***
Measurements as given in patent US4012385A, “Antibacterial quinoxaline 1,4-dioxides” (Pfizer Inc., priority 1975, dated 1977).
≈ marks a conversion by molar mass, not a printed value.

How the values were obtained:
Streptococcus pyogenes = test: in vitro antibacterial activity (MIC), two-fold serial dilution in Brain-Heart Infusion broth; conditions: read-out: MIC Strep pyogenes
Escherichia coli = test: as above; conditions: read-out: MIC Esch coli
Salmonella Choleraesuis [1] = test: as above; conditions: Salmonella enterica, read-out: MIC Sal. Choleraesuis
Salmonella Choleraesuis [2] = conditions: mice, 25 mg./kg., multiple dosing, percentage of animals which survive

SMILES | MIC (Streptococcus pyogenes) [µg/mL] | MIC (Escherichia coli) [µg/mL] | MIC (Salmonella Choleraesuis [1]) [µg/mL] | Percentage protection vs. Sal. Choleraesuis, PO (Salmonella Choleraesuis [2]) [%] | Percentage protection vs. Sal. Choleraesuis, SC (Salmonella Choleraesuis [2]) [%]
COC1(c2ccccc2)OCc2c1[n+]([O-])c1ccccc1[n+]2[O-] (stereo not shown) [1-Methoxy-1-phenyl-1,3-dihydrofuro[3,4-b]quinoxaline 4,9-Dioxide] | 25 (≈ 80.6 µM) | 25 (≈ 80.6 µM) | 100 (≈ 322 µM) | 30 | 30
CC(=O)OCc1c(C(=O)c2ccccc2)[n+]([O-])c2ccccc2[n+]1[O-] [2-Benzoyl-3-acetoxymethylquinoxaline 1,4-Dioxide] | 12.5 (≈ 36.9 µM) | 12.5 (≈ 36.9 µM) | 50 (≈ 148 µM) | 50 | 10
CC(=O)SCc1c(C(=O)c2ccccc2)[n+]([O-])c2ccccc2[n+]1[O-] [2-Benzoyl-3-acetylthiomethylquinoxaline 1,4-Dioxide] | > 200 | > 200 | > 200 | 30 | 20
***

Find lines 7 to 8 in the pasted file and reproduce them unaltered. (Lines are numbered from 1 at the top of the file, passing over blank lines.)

Salmonella Choleraesuis [2] = conditions: mice, 25 mg./kg., multiple dosing, percentage of animals which survive

SMILES | MIC (Streptococcus pyogenes) [µg/mL] | MIC (Escherichia coli) [µg/mL] | MIC (Salmonella Choleraesuis [1]) [µg/mL] | Percentage protection vs. Sal. Choleraesuis, PO (Salmonella Choleraesuis [2]) [%] | Percentage protection vs. Sal. Choleraesuis, SC (Salmonella Choleraesuis [2]) [%]